By Hashem Kalantari
TEHRAN (Reuters) - Iran voiced optimism about Turkish and Brazilian mediation efforts in its nuclear dispute with the West, welcoming in principle ideas aimed at reviving a stalled fuel deal with major powers.
"New formulas have been raised about the exchange of fuel ... I think we can arrive at practical agreements on these formulas," Foreign Ministry spokesman Ramin Mehmanparast said in remarks published by the daily Iran newspaper on Saturday.
"That is why we welcomed the proposals in principle ... and left the details for more examination."
He did not elaborate on the content of the proposals -- which have revolved around Iran sending low-enriched uranium abroad for further processing into fuel -- or say when they were presented.
His comments appeared to be part of an Iranian attempt to avert a new round of U.N. sanctions on Tehran over a nuclear program the West fears is designed to develop bombs. Iran, a major oil producer, says it only seeks to generate electricity.
Analysts say Iran may be trying to buy time and to split the six world powers -- the United States, Britain, France, Germany, Russia and China -- which are discussing imposing more punitive steps against the Islamic Republic.
Turkey and Brazil, currently non-permanent members of the United Nations Security Council, have been trying to resuscitate the fuel proposal in a bid to stave off further sanctions on Iran that are sought by the United States and its allies.
Brazilian President Luiz Inacio Lula da Silva will travel to Tehran at the end of next week to work on a negotiated solution with Iran, his foreign minister told Reuters on Friday.
Iran's semi-official Mehr News Agency said Turkish Prime Minister Tayyip Erdogan would also be in Tehran on May 16, but his office said there were currently no such plans.
President Mahmoud Ahmadinejad earlier this week agreed "in principle" to Brazilian mediation on the proposed fuel swap exchange, Iranian media reported.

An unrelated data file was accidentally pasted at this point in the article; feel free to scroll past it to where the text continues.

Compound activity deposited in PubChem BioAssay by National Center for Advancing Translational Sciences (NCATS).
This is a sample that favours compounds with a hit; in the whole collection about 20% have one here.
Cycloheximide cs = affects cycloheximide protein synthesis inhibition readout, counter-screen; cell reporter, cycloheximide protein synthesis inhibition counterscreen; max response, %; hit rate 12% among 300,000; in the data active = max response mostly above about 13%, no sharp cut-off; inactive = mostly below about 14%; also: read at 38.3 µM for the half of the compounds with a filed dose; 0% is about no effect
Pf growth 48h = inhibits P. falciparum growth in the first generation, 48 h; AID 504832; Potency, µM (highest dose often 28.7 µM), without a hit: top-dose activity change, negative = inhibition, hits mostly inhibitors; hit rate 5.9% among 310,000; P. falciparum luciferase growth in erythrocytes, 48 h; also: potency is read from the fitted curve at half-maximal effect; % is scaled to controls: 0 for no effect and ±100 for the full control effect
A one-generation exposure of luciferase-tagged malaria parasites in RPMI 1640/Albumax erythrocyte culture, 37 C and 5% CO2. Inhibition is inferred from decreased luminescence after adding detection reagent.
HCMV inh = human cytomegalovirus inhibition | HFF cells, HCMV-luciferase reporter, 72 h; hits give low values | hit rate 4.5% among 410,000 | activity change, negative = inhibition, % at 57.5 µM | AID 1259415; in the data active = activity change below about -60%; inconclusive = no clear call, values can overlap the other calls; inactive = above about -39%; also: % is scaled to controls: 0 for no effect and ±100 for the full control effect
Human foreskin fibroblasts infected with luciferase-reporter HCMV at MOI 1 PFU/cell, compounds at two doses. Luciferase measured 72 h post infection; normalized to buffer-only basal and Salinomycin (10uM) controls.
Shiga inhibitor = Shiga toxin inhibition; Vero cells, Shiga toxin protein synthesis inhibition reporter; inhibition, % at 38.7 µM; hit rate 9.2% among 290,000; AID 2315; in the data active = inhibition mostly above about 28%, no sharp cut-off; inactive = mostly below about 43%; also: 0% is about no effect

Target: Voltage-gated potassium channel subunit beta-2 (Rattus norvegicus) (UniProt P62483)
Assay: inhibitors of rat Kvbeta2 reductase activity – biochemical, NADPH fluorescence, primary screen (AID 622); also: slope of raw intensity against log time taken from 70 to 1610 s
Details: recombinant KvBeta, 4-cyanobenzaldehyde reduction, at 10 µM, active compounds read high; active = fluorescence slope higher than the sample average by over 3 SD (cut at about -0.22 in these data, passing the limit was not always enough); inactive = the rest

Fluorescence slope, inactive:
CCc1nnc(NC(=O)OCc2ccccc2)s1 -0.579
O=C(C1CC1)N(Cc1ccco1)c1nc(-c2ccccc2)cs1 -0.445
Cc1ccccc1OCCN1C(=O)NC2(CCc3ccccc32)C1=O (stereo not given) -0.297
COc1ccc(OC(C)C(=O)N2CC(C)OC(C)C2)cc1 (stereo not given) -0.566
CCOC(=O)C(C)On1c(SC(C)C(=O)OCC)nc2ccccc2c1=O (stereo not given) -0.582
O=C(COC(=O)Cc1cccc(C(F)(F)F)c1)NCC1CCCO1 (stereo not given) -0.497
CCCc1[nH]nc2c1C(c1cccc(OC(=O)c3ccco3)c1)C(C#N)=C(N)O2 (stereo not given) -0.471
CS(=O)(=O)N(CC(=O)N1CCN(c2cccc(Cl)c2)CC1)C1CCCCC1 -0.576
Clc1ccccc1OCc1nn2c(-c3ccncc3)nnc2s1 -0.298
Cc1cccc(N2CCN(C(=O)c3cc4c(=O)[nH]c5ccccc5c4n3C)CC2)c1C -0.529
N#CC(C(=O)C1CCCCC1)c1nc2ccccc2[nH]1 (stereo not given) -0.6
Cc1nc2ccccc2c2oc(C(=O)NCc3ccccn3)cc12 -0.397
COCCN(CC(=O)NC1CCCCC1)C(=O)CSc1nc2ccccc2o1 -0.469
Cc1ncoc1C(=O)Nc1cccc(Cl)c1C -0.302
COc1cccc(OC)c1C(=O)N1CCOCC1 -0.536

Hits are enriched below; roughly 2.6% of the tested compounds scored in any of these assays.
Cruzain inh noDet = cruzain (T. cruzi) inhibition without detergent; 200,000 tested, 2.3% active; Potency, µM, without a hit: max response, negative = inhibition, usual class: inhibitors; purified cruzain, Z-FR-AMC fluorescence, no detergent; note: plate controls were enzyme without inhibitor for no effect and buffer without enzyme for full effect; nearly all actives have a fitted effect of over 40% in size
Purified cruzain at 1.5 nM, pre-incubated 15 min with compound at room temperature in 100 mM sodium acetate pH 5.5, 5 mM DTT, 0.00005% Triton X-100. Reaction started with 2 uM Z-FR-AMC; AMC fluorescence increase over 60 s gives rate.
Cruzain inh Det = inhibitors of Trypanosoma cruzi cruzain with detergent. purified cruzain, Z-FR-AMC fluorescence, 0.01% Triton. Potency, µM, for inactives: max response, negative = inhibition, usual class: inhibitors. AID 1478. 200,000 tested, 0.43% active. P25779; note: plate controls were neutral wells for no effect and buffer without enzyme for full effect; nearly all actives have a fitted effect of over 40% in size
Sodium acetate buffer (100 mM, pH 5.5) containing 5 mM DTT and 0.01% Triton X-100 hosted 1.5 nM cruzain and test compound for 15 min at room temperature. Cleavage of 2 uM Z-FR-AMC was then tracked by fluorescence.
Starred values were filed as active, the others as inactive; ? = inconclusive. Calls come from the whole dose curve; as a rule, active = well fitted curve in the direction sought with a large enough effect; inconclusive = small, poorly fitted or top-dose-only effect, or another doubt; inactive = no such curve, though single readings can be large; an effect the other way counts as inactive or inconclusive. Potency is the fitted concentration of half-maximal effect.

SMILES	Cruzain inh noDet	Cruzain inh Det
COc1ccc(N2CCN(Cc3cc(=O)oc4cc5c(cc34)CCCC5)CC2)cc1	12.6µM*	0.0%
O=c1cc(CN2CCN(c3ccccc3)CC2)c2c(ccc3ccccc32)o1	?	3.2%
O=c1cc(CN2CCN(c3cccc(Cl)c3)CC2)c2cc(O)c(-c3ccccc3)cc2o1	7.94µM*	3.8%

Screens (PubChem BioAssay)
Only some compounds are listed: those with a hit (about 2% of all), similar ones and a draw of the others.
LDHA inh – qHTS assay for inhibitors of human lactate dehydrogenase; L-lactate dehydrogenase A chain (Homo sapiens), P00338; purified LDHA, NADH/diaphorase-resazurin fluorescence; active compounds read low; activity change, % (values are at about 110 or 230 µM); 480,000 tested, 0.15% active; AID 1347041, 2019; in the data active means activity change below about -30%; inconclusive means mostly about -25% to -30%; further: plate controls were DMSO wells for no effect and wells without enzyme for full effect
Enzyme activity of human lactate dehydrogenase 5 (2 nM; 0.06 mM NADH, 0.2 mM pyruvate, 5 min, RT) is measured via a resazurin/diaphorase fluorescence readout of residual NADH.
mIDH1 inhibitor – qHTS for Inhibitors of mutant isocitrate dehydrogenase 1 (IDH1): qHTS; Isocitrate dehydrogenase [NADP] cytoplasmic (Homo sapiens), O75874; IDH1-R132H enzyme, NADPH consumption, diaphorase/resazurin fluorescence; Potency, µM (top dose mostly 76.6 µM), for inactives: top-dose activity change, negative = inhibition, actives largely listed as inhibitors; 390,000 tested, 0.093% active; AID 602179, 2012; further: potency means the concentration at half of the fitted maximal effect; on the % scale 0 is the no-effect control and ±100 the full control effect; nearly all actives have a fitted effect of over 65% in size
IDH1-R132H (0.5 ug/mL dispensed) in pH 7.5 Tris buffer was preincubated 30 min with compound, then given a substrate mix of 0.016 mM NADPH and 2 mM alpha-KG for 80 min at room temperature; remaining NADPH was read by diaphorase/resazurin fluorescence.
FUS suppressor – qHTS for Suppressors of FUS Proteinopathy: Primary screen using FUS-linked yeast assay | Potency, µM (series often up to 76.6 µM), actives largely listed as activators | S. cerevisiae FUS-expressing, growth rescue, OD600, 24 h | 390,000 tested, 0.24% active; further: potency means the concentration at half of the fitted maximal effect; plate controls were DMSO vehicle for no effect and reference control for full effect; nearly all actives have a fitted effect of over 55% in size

The plan is seen as a way to remove much of Iran's low-enriched uranium (LEU) stockpile to minimize the risk of this being used for atomic bombs, while Iran would get specially processed fuel to keep its nuclear medicine program running.
But the proposal broke down over Iran's insistence on doing the swap only on its territory, rather than shipping its LEU abroad in advance, and in smaller, phased amounts, meaning no meaningful cut in a stockpile which grows day by day.
Western officials have dismissed an Iranian counterproposal.
The United States is lobbying U.N. Security Council members to back sanctions including proposed measures targeting Iranian banks, shipping and the country's all-important energy sector.
But Brazilian Foreign Minister Celso Amorim told Reuters his country saw a window of opportunity and a willingness by Iran to reach a negotiated solution over its nuclear program. He met Ahmadinejad in Tehran last week.
Russia and China, permanent members of the Security Council which have significant commercial links with Iran, have said they are willing to give Turkey and Brazil more time.
Brazil favours a mooted compromise in which Iran could export its uranium to another country in return for higher-enriched fuel for a Tehran research reactor. Iran has so far insisted the exchange must take place on its territory.
"The framework set out by the countries (Turkey and Brazil), alongside our own country's recent proposal, has the potential from the perspective of Iran for arriving at a final common point and becoming operational," Mehmanparast said.
"At any rate, we believe the efforts being undertaken by friendly countries, such as Turkey and Brazil, can ultimately be positive," he added.
(Additional reporting by Thomas Grove in Istanbul; writing by Fredrik Dahl; editing by Myra MacDonald)